When bicycle insurance is discussed, the most common question that arises is “isn’t my bike covered by my home insurance?” The answer is: possibly, but not very effectively. Home or renter’s insurance are good at covering things like furniture, valuables and electronics but are often limited when trying to insure a bicycle. Unlike a piece of furniture, such as a couch, your bicycle is technically a vehicle and is subject to a significantly broader set of risks, well beyond the usual floods, fires and earthquakes.
With over 15 years experience in general insurance we found that homeowner and renters policies do a terrible job at insuring high-value bikes. After running through countless use cases and hypothetical situations, we knew there had to be a better way.
Get a Free QuoteYour bike is an integral part of your lifestyle and if it disappeared, you would probably want to replace it with one of equal caliber as quickly as possible. The decision whether to buy insurance or “self-insure” by setting aside a pool of money that would allow you to replace your bike, is driven by a variety of factors ranging from disposable income to assertion of the risk you take on when riding your bike.
Many people assume their bikes are covered by homeowner’s or renter’s insurance. That assumption if often correct, but the devil is in the details: for how much and for what kind of losses? If you’re going rely on insurance to protect yourself from financial loss, education is your best bet. Before you assume your bike is covered by your home policy, give your agent a call and ask the following questions:
1. Is the bike insured away from my home?
Many policies only cover the contents of your home. If your bike is stolen outside of the house, is it still covered?
2. What is the maximum value my bike is insured for?
You don’t want to find out that your italian mechanical carbon fiber steed is worth $500 to your insurance company because nobody in their right mind would spend $7000 on a bicycle. Many home/renter’s policies limit the value of any one item to $500 or $1,000.
3. Is the bike’s value depreciated year by year?
If your two year-old bike that you paid $5000 for is depreciated by 20% the first year and 15% the following year, you will be getting $3000 for it if it was stolen. Would you be content with a $3000 bike after riding a $5000 one? While some home policies do not depreciate assets, others do.
4. What is the deductible?
Some home insurance policies have very low premiums but carry significant deductibles. While having to pay a $1000 deductible in case of fire damage might not seem all that bad, a $1000 deductible on a $3000 bike will feel significant.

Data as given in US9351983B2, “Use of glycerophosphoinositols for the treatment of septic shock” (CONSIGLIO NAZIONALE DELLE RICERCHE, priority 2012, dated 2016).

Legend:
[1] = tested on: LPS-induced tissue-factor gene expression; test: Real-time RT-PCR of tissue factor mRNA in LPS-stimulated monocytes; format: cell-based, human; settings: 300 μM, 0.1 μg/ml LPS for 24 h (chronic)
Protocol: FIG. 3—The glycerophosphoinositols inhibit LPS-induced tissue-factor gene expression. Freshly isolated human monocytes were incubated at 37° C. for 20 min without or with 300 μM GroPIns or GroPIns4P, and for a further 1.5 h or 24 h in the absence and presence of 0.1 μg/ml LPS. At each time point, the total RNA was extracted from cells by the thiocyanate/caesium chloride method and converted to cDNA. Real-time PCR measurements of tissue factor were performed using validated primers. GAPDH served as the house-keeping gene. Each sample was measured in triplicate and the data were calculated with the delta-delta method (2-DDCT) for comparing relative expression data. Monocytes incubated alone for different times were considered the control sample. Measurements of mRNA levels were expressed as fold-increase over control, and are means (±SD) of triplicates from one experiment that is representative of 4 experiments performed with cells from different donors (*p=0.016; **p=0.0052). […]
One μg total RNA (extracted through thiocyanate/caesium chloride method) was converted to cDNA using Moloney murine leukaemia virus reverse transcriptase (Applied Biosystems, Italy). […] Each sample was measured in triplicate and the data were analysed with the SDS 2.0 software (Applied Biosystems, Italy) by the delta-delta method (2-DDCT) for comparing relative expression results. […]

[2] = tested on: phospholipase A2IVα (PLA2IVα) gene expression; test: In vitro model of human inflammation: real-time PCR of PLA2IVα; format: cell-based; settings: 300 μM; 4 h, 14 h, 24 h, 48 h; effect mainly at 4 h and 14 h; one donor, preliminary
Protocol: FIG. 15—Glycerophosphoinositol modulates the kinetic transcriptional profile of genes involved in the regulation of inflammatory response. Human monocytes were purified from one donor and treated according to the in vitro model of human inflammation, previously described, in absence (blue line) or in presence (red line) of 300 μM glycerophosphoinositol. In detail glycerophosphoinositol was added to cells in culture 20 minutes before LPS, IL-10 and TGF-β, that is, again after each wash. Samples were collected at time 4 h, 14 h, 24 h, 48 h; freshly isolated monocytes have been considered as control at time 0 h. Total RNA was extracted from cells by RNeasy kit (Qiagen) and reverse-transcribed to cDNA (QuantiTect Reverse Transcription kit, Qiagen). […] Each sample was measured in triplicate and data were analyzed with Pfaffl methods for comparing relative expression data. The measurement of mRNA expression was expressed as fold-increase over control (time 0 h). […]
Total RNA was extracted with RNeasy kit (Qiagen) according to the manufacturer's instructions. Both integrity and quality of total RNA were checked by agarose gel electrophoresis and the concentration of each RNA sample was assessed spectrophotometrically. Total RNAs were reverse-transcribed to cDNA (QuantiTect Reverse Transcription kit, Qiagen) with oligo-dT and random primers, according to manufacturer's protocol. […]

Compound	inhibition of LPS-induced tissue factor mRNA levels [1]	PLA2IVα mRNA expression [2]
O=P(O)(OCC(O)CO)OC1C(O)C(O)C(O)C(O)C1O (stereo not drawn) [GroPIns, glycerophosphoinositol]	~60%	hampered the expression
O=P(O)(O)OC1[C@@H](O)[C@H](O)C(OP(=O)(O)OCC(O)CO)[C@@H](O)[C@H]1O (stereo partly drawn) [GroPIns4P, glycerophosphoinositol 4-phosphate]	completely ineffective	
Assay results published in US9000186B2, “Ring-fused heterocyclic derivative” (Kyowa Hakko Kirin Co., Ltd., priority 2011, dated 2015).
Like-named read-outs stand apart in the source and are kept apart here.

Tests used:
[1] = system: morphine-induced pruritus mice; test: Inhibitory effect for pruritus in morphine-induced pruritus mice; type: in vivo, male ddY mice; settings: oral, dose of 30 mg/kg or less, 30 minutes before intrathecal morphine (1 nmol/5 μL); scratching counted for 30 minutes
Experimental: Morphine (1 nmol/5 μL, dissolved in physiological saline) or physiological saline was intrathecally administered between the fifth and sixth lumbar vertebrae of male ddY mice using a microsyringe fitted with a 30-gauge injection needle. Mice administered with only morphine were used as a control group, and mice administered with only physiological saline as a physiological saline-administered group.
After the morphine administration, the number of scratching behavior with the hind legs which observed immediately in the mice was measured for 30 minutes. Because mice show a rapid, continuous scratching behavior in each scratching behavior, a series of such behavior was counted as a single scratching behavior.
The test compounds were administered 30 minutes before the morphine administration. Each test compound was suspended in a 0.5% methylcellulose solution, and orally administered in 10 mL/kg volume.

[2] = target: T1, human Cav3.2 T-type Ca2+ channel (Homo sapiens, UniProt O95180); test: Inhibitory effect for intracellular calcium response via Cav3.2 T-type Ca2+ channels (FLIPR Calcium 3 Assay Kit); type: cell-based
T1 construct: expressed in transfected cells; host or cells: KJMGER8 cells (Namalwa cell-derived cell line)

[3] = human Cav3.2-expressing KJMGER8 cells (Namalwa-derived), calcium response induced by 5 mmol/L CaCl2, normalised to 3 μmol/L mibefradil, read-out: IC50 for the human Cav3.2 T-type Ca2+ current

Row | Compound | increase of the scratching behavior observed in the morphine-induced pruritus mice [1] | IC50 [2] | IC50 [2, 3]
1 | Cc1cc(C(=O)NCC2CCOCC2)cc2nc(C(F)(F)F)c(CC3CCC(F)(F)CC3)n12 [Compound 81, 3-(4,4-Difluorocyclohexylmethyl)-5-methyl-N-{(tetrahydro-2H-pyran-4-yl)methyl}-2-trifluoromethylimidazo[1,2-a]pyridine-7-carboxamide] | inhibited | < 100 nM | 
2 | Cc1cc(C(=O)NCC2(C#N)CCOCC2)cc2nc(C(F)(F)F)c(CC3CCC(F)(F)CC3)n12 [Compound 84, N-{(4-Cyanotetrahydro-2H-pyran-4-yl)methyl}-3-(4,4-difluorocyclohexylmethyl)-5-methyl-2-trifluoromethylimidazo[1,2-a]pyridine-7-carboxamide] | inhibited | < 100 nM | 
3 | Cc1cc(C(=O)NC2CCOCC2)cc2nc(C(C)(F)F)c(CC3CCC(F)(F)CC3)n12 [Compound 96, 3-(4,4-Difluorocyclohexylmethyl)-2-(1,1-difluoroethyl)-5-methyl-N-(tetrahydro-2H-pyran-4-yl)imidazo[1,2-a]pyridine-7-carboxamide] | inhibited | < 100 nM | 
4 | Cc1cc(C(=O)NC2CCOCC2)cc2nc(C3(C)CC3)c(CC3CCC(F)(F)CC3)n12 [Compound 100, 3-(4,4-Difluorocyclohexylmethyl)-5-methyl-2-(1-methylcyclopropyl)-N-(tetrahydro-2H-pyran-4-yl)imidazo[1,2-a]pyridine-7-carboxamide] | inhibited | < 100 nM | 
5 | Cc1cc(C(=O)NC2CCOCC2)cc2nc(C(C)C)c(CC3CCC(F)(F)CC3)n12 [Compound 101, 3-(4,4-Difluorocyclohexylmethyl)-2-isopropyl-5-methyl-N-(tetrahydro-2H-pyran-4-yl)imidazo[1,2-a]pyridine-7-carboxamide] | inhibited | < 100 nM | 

5. Is the bike insured for crash damage?
If you were to crash your bike while riding, would it be covered? What if you got hit by a car while riding? The question here is; “is my bike insured away from my home?”
6. Is the bike insured for racing or riding in organized events?
If you crashed your bike in a race or an organized event such as a Gran Fondo, would it be covered?
7. Is the bike insured if I lend it to a friend?
If your friend borrowed your bike and then crashed it, would it be covered? What if it was locked in your friend’s car and it was stolen from the car, is it covered?
8. Is my bike insured when transported by an airline or falls off a car?
It’s surprising how often bikes get damaged when being transported. If an airline damaged your bike, would your home insurance company send you back to the airline? What if the bike falls off your car, or you get rear-ended by a car that has no insurance.
9. What if only my wheels are stolen?
If the wheels of your bicycle were stolen while it was locked up, would your home insurance cover such partial claim? Would they charge you a full deductible? A high deductible would make such claim futile.
10. Will a claim affect my home insurance premium or availability?
Your bicycle is only a fraction of the total assets covered by your home policy. Statistically, a typical homeowner has one claim every ten years. Home insurance policies are designed to cover major losses and the underwriters like policyholders who make fewest claims. Insurance companies rarely think in claim dollar amounts but rather claims frequency. Filing a claim on a stolen bike might cause your policy premiums to increase. If you make more than one claim in three years, you might get dropped by the company at the time of renewal. In some markets finding another insurance company might get tricky, if impossible.
11. Bonus question: This is an electric assist bicycle, do you insure bikes with an electric motor?
As electric-assist bicycles are gaining popularity, regulators and insurance underwriters struggle to understand how they fit into their guidelines. Since e-bikes have motors, they are considered full-fledged motor vehicles by some states, which makes them uninsurable by home insurers. To make things worse, they turn out to be impossible to insure with auto-insurers too!
When you have answers to these questions you should allow you to make an informed decision. If you believe that your bike is not covered well by your home policy, you’re a prime client for Velosurance. Our policy covers all the situations described above and almost anything else that can happen to your bike.
How does Velosurance compare?
To paint a fuller picture, here’s an example of a typical claim: A 5 year old $3,100 bicycle is stolen and a claim placed with the insurance company.
50% over 5 years
That’s a $2,250 difference of out of pocket expense, or 12 years of Velosurance premiums at $186 a year.